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Water is Sacred 


Wednesday, December 27th, 2023

Just think, for a moment, of how important water is in your life. You need to drink water every day to stay alive. You need water to clean your body, brush your teeth, wash your hands, and dispose of waste inside and outside your body. Water is hugely important, and even imagining life without water is difficult.

It’s no wonder, then, that many humans have come to regard water as sacred. Because there are so many ways humans have revered water throughout history and across the planet, it would be impossible to cover them all in one article. The following snippets constitute just a few interesting examples.

Unfortunately, when learning about these sacred water sources, you find that a good portion of them are now polluted — something we hope changes as more global attention leans toward cleaning up the world and its water. 

As you read, consider what water means to you, and what it would feel like if water was scarce (as many sources say it will be within a short period).

Golden Temple — Amritsar, Punjab, India

The Golden Temple, constructed in the 16th century, holds immense significance to Sikh people. It sits in the center of a Sarovar, a holy tank of water that is continuously replenished to maintain its purity. Each month, millions of pilgrims of all nationalities and creeds come to cleanse themselves in the Sarovar, which is also known as the Pool of Nectar. 

“The idea of quenching one’s thirst, not only in a physical sense but also in a spiritual and emotional sense, is metaphorically associated with the pool,” said Harnoor Kaur, The Water Project’s Monitoring, Evaluation, Resolution & Learning Associate.

Osun River — Osogbo, Nigeria

Oshun (or Osun), a lesser god called an orisha in Nigerian Yoruba lore, is the goddess of many things, including fertility and water. The legends say that if she is pleased, she will send mild rains to strengthen crops. If she is incensed, she will either withhold her waters entirely (causing a drought) or drown the crops in floods.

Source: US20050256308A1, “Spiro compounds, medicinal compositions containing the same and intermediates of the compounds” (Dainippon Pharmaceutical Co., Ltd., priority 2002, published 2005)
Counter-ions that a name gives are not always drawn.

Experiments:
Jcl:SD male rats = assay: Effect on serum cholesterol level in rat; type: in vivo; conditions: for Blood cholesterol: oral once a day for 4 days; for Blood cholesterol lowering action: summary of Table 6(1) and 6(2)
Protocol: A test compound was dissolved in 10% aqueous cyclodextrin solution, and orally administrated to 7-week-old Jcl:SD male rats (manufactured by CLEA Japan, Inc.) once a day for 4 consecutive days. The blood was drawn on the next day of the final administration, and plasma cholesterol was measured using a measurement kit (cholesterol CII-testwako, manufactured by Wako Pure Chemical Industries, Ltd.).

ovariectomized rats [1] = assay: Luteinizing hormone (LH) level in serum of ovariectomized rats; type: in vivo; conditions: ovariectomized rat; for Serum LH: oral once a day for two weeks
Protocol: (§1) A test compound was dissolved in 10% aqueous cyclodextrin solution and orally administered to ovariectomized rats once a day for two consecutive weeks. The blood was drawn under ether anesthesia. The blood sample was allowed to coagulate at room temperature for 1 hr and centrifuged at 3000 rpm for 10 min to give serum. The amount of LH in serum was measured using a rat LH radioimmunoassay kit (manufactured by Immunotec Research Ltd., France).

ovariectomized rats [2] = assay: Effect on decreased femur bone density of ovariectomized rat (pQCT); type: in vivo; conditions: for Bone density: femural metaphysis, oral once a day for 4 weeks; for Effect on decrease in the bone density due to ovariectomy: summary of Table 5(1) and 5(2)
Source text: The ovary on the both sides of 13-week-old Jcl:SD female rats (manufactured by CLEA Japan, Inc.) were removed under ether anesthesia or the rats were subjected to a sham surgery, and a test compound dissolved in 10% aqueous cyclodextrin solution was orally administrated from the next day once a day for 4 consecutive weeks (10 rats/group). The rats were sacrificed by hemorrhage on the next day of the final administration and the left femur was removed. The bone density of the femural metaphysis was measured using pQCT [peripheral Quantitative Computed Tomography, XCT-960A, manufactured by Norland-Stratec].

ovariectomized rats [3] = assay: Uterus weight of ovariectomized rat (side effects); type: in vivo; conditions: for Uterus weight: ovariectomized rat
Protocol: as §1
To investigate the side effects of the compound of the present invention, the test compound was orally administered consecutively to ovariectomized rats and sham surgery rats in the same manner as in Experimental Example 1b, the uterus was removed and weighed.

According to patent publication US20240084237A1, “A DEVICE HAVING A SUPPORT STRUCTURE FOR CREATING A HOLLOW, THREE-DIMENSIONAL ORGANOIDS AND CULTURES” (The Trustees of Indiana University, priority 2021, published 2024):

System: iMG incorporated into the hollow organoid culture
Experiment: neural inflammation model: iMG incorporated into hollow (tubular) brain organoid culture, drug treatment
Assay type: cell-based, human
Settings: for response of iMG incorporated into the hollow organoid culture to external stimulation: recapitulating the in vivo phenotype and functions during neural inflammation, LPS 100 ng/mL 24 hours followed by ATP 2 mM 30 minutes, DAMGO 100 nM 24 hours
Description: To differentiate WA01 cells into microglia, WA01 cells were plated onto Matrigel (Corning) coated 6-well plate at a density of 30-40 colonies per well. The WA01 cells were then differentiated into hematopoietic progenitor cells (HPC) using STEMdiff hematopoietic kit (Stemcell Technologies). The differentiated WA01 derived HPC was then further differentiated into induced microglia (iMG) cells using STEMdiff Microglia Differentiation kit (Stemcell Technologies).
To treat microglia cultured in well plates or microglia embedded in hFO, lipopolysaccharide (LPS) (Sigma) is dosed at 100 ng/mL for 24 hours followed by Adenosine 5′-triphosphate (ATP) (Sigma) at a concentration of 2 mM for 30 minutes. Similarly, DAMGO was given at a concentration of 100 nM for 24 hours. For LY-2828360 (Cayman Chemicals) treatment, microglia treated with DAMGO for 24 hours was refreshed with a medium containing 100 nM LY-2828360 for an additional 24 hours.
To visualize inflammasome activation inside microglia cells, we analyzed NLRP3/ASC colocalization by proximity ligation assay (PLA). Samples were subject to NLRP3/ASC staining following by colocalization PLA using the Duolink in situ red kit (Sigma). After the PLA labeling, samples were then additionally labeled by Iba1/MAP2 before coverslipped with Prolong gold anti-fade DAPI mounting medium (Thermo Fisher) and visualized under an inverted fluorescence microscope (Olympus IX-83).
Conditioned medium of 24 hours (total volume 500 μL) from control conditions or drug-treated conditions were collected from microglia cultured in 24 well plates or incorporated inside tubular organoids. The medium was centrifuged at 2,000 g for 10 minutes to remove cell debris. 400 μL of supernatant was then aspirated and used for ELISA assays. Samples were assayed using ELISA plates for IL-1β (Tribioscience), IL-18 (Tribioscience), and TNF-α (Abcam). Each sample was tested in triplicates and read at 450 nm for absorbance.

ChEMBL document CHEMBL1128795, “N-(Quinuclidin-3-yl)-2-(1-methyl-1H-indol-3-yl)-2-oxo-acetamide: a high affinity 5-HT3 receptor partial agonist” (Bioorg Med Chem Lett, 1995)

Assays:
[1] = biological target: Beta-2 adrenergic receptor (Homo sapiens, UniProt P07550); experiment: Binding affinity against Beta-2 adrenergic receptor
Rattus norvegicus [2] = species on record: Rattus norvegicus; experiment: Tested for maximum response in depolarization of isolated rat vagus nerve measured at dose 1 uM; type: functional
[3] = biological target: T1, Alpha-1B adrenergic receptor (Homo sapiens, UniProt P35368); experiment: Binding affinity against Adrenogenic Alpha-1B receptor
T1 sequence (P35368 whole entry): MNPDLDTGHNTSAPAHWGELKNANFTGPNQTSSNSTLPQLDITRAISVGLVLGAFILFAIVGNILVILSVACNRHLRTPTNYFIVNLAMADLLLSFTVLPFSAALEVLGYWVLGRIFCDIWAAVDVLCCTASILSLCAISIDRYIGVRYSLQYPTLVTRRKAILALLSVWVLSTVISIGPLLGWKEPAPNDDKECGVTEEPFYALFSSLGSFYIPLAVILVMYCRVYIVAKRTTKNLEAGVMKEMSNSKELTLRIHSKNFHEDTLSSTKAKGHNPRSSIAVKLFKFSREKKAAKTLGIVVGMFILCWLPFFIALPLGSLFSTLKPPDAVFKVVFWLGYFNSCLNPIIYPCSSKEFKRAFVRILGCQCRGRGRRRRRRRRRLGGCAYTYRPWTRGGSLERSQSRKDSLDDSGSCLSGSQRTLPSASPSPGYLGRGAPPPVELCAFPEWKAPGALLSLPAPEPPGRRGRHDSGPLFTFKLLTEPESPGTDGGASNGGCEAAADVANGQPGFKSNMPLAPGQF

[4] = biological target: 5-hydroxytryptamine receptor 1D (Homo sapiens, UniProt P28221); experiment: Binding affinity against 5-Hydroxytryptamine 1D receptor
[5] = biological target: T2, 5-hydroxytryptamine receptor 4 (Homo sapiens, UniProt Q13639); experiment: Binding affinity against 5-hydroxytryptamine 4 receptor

In this religion, people believe that Oshun was sent with her fellow orishas to create humanity. All her fellow orishas, all male, failed to do this on their own. Once they persuaded Oshun to help them, she added water to the world and allowed life to flow. Without water, the myth says, there would be no life.

Today, Oshun’s sacred river is still tended by many female devotees, though the river is now polluted by mining practices in the surrounding area.

Whanganui River — Whanganui, New Zealand

The Whanganui River is so revered by the Maori people of New Zealand that they successfully petitioned to grant the river the same rights as a human being in order to preserve the river’s well-being and curb its pollution. Now, any potential development projects along the river’s edge need to be vetted and approved by the tribespeople.

Because of the close ties the tribes had with the river, they have a saying: Ko au te awa. Ko te awa ko au, which means “I am the river. The river is me.”

Blackfeet Nation — Great Plains, Montana

In The Water Project’s service areas, people often say “Water is life.” Imagine my surprise when reading of the Blackfeet tribes of Montana that they said the exact same thing in their own language: Mní wičhóni. But given that the Blackfeet people lived in an arid land where they had to treat water with great respect, perhaps this isn’t all that surprising. 

Blackfeet believed that the underwater world is its own sacred realm, called Soyiitapi (alongside the sky and earth realms). They would not fish in their local water bodies or interfere with water bodies in any way. They even held some water animals, like beavers, as divine.

Bagmati River — Nepal

The Bagmati River is mentioned in several different religious texts in the Hindu religion. Its ancient shores once held the promise of reincarnation; for those practicing the Hindu religion in Nepal, a loved one’s body must be dipped in the river’s water three times to officially end their reincarnation cycle. However, this practice has been stagnating recently as the river has grown more and more polluted with sewage and trash.


For many, water is not just a source of sustenance, but a source of healing, blessing, cleansing, and spiritual satisfaction. 

We at The Water Project are always trying to treat water with respect. Normally, we approach water conservation from a practical perspective, but there are so many reasons why we should strive to take care of, preserve, and conserve the world’s water, not the least of which are cultural, and even spiritual. 

While The Water Project is not cleaning up the world’s polluted water bodies, we are working to spread access to water both equitably and sustainably.

Each time we install a water project, we take into account its ecological impact. We consider whether our boreholes will drain essential aquifers through groundwater management, and whether our sand dams will harm downstream ecosystems (spoiler: they don’t!). We approach each project thoughtfully, and don’t prioritize short-term water access gains over long-term water resource sustainability.

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Jamie Heminway

Jamie is a storyteller by nature. In joining the Water Project, she’s finally found a workplace where that pesky bleeding heart of hers can be put to use (and, less importantly, that BA in English Language & Literature from New England College).